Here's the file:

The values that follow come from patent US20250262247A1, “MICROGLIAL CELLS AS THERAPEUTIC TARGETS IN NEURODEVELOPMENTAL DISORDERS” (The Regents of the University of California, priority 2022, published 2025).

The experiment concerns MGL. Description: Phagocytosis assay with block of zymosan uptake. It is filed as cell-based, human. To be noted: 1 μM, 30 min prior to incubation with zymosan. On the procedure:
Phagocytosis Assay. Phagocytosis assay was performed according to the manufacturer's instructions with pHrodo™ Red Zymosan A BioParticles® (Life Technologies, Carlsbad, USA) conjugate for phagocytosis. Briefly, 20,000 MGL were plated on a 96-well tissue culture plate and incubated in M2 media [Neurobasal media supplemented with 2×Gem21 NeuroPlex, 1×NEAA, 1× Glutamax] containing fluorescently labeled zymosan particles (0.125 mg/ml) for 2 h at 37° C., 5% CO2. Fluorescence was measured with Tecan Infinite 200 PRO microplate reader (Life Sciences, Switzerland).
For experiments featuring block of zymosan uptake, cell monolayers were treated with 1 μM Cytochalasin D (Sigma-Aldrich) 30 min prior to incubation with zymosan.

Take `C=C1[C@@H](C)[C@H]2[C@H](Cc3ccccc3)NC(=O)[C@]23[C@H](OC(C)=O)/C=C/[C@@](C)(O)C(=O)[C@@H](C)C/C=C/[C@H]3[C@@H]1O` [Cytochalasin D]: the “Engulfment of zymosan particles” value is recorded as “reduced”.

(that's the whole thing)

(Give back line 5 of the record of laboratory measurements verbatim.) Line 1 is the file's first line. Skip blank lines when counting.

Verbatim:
Take `C=C1[C@@H](C)[C@H]2[C@H](Cc3ccccc3)NC(=O)[C@]23[C@H](OC(C)=O)/C=C/[C@@](C)(O)C(=O)[C@@H](C)C/C=C/[C@H]3[C@@H]1O` [Cytochalasin D]: the “Engulfment of zymosan particles” value is recorded as “reduced”.